Strategic Analysis, March 2016 | March 2016Our latest strategic analysis reveals that the US economy remains fragile because of three persistent structural issues: weak demand for US exports, fiscal conservatism, and a four-decade trend in rising income inequality. It also faces risks from stagnation in the economies of the United States’ trading partners, appreciation of the dollar, and a contraction in asset prices. The authors provide a baseline and three alternative medium-term scenarios using the Levy Institute’s stock-flow consistent macro model: a dollar appreciation and reduced growth in US trading partners scenario; a stock market correction scenario; and a third scenario combining scenarios 1 and 2. The baseline scenario shows that future growth will depend on an increase in private sector indebtedness, while the remaining scenarios underscore the linkages between a fragile US recovery and instability in the global economy.Download:Associated Program:Author(s):
Policy Note 2015/7 | November 2015
Demographic Trends in US Labor Force Participation
US labor force participation has continued to fall in the wake of the Great Recession. Improvements in the US unemployment rate reflect the fact that more people are falling out of the labor force, not a stronger labor market. Controlling for changes in the demographic makeup of the workforce (i.e., gender, age, education, and race), Research Scholar Fernando Rios-Avila investigates trends in labor force participation across and within groups between 1989 and 2013. He finds that not all groups have lost ground equally, while participation rates for some groups have actually increased. Understanding these patterns in labor force participation is a necessary first step toward crafting effective policy responses.Download:Associated Program:Author(s):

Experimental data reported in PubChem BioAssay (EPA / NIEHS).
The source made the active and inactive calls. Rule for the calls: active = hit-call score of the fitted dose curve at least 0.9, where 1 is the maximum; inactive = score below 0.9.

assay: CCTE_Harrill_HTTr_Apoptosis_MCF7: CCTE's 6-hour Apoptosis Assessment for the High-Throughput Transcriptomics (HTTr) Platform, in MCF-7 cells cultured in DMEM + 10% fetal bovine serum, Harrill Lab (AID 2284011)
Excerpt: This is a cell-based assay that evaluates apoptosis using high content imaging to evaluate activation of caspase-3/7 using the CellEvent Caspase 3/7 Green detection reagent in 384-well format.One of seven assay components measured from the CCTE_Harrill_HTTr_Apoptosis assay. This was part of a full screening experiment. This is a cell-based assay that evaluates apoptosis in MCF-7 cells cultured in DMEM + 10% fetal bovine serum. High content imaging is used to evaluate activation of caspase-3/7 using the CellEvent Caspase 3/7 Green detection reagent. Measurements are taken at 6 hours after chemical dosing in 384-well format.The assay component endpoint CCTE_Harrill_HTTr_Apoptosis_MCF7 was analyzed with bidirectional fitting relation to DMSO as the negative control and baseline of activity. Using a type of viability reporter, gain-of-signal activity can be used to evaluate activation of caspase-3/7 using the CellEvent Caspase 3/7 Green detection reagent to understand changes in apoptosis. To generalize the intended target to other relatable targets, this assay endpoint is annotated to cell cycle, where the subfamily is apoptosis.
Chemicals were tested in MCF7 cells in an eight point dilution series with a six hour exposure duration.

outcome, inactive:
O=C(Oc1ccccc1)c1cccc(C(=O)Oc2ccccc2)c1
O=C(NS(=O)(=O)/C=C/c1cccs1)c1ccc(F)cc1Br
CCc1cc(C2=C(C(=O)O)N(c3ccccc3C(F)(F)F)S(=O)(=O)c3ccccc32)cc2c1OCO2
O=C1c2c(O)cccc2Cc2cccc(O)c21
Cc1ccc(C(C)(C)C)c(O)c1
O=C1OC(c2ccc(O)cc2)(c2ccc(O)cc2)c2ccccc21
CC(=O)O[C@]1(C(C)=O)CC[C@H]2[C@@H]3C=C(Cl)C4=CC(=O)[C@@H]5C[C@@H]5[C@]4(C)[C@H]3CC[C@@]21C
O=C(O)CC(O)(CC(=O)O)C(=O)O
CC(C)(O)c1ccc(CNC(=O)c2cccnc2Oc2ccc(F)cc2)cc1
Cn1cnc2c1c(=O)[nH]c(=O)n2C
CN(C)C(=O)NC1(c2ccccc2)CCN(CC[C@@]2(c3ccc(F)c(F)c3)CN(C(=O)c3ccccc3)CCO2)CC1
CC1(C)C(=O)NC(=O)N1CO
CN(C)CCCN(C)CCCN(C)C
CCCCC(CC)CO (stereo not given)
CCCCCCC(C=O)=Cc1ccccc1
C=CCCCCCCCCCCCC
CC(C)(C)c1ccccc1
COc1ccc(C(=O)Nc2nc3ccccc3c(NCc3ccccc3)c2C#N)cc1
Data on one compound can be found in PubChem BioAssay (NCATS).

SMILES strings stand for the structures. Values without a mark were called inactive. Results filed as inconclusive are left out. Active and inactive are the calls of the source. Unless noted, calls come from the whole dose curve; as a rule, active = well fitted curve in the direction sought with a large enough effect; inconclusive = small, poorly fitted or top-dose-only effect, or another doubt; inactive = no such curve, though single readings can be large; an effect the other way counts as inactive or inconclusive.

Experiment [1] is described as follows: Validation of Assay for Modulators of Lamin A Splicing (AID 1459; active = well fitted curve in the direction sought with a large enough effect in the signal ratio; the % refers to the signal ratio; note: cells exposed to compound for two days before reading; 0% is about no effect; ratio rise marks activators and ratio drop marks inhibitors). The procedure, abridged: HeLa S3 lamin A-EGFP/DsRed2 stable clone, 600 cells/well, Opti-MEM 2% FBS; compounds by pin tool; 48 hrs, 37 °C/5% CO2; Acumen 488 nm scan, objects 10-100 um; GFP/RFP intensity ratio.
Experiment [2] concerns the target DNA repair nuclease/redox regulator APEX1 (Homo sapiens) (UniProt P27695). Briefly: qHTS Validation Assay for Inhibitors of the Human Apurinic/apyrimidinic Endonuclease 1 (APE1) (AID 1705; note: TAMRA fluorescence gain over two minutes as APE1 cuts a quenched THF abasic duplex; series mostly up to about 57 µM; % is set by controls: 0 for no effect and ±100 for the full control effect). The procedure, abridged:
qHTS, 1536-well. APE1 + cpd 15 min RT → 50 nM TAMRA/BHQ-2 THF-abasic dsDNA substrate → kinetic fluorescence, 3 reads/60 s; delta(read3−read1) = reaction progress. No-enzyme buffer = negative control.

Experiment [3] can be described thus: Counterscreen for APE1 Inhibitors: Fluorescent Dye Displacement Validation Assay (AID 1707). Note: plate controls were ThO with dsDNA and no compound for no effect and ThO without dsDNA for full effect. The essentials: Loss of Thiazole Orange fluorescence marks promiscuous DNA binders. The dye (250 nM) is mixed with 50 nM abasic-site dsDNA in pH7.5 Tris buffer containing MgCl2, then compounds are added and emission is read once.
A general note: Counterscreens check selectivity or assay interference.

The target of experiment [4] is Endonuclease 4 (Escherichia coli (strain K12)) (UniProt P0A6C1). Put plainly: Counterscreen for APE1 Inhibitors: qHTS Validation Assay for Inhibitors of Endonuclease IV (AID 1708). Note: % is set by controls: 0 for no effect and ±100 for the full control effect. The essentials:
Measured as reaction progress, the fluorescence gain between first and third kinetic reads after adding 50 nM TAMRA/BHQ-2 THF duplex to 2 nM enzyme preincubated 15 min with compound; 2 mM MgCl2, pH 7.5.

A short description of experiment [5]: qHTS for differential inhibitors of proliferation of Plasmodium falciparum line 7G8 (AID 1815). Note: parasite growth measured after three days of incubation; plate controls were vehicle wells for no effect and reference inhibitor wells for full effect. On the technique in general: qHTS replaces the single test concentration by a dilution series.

Strategic Analysis, May 2015 | May 2015In this latest Strategic Analysis, the Institute’s Macro Modeling Team examines the current, anemic recovery of the US economy. The authors identify three structural obstacles—the weak performance of net exports, a prevailing fiscal conservatism, and high income inequality—that, in combination with continued household sector deleveraging, explain the recovery’s slow pace. Their baseline macro scenario shows that the Congressional Budget Office’s latest GDP growth projections require a rise in private sector spending in excess of income—the same unsustainable path that preceded both the 2001 recession and the Great Recession of 2007–9. To better understand the risks to the US economy, the authors also examine three alternative scenarios for the period 2015–18: a 1 percent reduction in the real GDP growth rate of US trading partners, a 25 percent appreciation of the dollar over the next four years, and the combined impact of both changes. All three scenarios show that further dollar appreciation and/or a growth slowdown in the trading partner economies will lead to an increase in the foreign deficit and a decrease in the projected growth rate, while heightening the need for private (and government) borrowing and adding to the economy’s fragility.Download:Associated Program:Author(s):
Policy Note 2015/3 | March 2015